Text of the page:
Please join us on Saturday, November 18 from 10am – 12pm at St. Matthew's Church, 57 Eighth Street, Hoboken for this exciting and worthy event.
Music Rising is an organization committed to helping replace instruments in schools affected by the devastation caused by recent catastrophic hurricanes in the United States and U.S. Territories. In the aftermath, Music Rising aids in returning students and schools to a normal life and routine. Restoring school music programs after trauma is especially urgent, as playing music can bring a sense of community, healing, and joy to children who need reassurance. To date, more than $3.3 million worth of instruments have been donated by the organization, helping to restore music programs in more than 100 schools over the past 17 years.
All Saints is grateful to Jenn Eisenberg and Rachel Therres, who are organizing this important event.
Nursery students explored an extremely large pumpkin to learn about all of its parts. First they examined the outside of the pumpkin and described what they noticed, identifying its color, shape, size, texture, and made predictions as to what would be inside the pumpkin. After it was carved, they dug into it, literally! The students discovered the pulp and seeds and described how the inside looked and felt. Next up was to turn the pumpkin into a jack-o-lantern – and voting on the shape of the jack-o-lantern's eyes (circle eyes won!). For the past several weeks, the class has been studying squishy circuits, exploring what makes them work and how to turn the light on by connecting the power source to playdough. Using the squishy circuits, the Nursery students made their jack-o-lantern glow!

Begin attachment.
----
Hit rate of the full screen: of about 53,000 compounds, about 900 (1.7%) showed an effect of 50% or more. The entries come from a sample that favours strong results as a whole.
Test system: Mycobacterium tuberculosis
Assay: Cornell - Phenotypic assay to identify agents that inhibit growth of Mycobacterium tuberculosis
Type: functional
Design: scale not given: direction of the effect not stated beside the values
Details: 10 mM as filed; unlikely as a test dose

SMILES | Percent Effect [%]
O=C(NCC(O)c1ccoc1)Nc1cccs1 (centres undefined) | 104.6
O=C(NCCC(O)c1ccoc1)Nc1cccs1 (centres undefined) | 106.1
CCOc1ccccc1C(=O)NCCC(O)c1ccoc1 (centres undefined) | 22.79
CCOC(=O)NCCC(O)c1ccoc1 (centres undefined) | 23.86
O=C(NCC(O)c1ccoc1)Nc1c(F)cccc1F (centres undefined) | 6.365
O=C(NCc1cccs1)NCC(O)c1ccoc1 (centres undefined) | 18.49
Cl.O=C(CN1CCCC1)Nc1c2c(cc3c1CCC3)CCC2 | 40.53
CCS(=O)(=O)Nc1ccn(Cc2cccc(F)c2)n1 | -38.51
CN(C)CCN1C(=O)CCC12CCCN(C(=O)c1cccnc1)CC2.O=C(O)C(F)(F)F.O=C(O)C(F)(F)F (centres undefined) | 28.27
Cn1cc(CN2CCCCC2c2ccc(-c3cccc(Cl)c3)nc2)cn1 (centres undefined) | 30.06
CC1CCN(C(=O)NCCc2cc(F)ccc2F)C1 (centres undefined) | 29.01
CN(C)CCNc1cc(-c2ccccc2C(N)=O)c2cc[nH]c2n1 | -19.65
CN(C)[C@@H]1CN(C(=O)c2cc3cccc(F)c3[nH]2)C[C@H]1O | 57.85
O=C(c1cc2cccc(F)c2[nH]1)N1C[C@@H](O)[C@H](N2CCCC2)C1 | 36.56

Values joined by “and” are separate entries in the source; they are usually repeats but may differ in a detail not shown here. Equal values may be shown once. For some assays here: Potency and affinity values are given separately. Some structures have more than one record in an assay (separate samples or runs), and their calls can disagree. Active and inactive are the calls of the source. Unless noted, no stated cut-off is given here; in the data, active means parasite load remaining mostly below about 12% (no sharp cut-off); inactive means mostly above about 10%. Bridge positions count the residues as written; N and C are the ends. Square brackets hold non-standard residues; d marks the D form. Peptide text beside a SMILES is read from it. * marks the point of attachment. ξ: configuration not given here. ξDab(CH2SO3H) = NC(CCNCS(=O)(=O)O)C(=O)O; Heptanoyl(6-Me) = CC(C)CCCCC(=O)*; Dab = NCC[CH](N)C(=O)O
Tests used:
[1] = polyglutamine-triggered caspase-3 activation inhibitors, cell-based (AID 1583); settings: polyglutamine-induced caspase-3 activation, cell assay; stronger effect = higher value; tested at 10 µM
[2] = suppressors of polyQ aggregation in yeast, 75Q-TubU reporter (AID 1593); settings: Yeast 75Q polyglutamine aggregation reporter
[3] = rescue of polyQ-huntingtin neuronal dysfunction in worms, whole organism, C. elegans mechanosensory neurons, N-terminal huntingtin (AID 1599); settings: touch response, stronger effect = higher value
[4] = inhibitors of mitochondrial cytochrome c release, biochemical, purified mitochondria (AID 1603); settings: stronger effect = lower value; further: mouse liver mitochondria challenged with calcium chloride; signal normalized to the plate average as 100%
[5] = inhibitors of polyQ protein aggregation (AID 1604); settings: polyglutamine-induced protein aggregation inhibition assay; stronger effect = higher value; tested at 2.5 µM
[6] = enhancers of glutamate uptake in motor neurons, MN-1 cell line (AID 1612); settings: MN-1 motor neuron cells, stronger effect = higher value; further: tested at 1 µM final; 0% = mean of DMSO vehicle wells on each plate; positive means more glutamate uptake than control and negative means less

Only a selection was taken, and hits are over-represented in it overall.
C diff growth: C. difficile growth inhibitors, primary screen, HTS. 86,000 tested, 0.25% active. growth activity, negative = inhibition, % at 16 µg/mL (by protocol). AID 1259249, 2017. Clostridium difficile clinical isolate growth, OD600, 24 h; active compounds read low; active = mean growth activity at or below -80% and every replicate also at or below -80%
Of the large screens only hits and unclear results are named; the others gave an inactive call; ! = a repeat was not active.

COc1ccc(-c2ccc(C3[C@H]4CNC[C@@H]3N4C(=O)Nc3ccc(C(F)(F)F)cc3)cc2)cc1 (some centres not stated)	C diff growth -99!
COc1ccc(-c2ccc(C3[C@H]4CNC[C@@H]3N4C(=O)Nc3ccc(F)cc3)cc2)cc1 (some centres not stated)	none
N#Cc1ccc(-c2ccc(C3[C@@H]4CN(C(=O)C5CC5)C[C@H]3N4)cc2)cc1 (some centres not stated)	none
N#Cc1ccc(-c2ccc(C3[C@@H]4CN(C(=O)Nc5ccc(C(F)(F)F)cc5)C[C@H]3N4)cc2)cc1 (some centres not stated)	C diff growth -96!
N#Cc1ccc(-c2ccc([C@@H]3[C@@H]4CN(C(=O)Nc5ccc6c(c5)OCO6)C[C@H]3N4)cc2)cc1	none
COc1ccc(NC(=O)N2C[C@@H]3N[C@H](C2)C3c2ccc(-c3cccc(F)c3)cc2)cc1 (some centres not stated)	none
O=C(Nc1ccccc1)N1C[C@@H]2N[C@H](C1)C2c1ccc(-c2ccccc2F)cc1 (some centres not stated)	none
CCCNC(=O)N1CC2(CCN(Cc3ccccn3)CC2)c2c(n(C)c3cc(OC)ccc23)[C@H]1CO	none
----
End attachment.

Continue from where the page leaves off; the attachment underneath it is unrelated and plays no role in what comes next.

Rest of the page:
Every year, as part of their participation in MOTYA (Month of the Young Adolescents), our Middle Schoolers identify a local concern and work to address it. This year the students researched public art and the benefits it has on the community. For the past month, they have surveyed the parents and students on their opinions of public art and studied local public art pieces, styles, and artists. Their recommendations will be presented to their classmates and members of the public on Thursday, October 26 at 8:30am.
During MOTYA, students also explore the challenges and celebrations of being an adolescent. To celebrate this, the Middle School teachers created a video, showing their students what they were like when they were their age.